Here is a good article on the question many people ask. However, be aware this article may have more application in commercial property negotiations.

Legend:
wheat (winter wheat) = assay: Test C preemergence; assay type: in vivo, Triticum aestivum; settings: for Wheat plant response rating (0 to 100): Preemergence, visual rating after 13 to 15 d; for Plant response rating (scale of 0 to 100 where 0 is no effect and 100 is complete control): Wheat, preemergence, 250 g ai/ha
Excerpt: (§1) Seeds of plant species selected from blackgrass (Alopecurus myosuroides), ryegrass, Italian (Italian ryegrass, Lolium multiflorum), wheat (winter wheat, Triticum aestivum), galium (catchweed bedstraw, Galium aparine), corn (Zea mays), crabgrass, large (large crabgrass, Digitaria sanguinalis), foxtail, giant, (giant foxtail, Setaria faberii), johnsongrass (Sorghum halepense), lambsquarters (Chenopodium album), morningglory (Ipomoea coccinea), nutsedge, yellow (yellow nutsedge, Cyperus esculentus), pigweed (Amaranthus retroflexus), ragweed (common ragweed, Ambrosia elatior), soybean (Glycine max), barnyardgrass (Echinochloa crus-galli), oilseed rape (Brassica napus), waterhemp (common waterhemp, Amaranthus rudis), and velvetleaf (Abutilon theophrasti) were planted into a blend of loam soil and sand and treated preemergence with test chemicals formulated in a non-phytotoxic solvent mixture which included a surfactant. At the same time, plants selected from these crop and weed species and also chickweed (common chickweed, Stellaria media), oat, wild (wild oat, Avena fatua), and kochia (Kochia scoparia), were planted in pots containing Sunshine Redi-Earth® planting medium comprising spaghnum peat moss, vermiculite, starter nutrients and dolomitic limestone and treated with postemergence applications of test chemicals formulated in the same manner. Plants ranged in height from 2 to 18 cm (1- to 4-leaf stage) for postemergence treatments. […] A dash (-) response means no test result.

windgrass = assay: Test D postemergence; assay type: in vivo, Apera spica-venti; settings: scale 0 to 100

Negotiating Non-Recourse Clauses - Fredrikson & Byron P.A.: "A recent article in The National Law Journal stated 'Real estate financing in the 1990s has been characterized by a steady erosion of the principle that loans secured by real estate should be non-recourse....' (Leinhardt, W. and Berg, M., December 25, 1995-January 1, 1996) The article discusses the interpretation of the term 'waste' as used in typical non-recourse clause 'carve-out' provisions. According to recent interpretations, the non-payment of taxes against the mortgaged property constitutes waste. The trend in the 90s, as discussed by Leinhardt and Berg, is not for lenders to refuse to grant 'non-recourse' loans; it is for the courts and the drafters of 'non-recourse' clauses to expand the 'carve-outs' for which borrowers remain responsible under a non-recourse loan -- 'carve-out' liabilities. However, the battle is fought more in the drafting room than in the courtroom. Most institutional lenders expressly include the non-payment of taxes in their list of 'carve-out' liabilities. Other typical 'carve-outs' under non-recourse loans include liability for: * Damages suffered by the lender on account of waste, fraud, or willful misrepresentation by the borrower; * Any retention of rental income or other income of the property after and event of default"